Mathematics and Multimedia Blog Carnival 24
Welcome to the 24th edition of the Mathematics and Multimedia Blog Carnival. This edition marks the end of the second year of the carnival.
Before we begin the carnival, let us start with some facts about 24 courtesy of Wikipedia.
- It is the smallest number with exactly 8 divisors.
- It is the sum of prime twins.
- It is the atomic number of Chromium.
- The number of carats representing pure gold.
- The number of letters in the Greek alphabet
The Carnival Entries
Colleen Young provides us with Bell Work, some ideas for a calm start to lessons at Mathematics, Learning and Web 2.0.
Paul Salomon of Math Munch introduces Jason Davies, a freelance mathematician who discusses visualization in the post titled Visualization, Inspiration, and the Ultimate Graphing Challenge. The post also contains a video called Inspirations and introduces a game called the Super Ultimate Graphing Challenge.
John Golden has an excellent write up about iPad and other Apple apps at Math+IOS posted at Math Hombre.
Erlina Ronda introduces a classic Pythagorean Puzzle and proposed a sequence of questions for teaching posted at Mathematics for Teaching.
John Scammel has an interesting lesson on introducing mean, median, and mode at Celebrity Guessing Game posted at Zero Knowledge Proofs.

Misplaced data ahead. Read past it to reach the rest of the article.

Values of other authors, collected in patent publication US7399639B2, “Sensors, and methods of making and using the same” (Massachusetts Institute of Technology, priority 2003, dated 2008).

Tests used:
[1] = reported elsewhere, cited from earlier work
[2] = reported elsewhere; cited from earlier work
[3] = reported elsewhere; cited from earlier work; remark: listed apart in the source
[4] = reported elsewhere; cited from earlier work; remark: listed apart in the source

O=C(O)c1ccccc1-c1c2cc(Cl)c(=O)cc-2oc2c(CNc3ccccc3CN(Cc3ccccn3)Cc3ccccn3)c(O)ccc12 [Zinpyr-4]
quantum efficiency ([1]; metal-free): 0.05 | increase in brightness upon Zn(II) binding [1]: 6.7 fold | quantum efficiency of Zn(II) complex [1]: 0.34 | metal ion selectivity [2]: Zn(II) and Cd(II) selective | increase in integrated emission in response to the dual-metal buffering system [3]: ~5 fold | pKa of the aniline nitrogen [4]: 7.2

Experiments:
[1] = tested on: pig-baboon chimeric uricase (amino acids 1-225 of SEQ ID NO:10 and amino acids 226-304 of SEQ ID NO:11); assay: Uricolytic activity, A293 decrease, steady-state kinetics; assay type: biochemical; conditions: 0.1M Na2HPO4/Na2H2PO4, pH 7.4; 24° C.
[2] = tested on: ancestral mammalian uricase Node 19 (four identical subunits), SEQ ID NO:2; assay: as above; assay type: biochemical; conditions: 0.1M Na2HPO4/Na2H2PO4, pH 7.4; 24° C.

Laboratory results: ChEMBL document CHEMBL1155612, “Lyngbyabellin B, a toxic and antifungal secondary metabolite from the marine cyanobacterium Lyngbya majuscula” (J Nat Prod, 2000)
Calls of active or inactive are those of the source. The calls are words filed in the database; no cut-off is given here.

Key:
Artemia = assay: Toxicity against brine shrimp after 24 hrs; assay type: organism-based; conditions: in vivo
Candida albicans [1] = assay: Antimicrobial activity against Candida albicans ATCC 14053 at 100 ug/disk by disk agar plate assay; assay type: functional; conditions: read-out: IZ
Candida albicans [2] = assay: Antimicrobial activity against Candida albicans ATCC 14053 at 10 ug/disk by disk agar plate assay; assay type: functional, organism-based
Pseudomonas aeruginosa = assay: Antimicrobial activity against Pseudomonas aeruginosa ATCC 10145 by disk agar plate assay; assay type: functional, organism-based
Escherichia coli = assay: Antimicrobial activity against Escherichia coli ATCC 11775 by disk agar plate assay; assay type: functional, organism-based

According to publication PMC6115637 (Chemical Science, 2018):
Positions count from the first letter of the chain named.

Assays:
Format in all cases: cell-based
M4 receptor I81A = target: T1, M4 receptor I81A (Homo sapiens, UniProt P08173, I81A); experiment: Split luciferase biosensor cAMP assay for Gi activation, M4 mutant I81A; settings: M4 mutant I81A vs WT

Timon Piccini introduces a way to teach integers in Integer-nary posted at Embracing the Drawing Board.
Lewis Mead combines math and sports in Introductory Mechanics: Maths of Snooker posted at Eloquent Math.
Kevin Cunningham presents 5 Things I have learnt from recording videos posted at mathsfordshire.
Emily Allman uncovers 6 Essential Questions in Algebra in her blogiversary posted at Algebra, Essentially.
Kalid Azad of Better Explained explains the different uses of equal sign in Math as a Languge: Understanding the Equal Sign.
Jim Wilder presents a trick on computing Fibonacci sequences using 11 in Fibonacci and the 11s posted at Elementary Math and Science.
Math Palette celebrates Magic Cubes: Number Wonder in Three Dimensions.
This concludes the 24th edition of the Math and Multimedia Blog Carnival. You may now submit your entries for the next edition at the blog carnival submission. Past posts of the carnival can be viewed in the Carnival index page.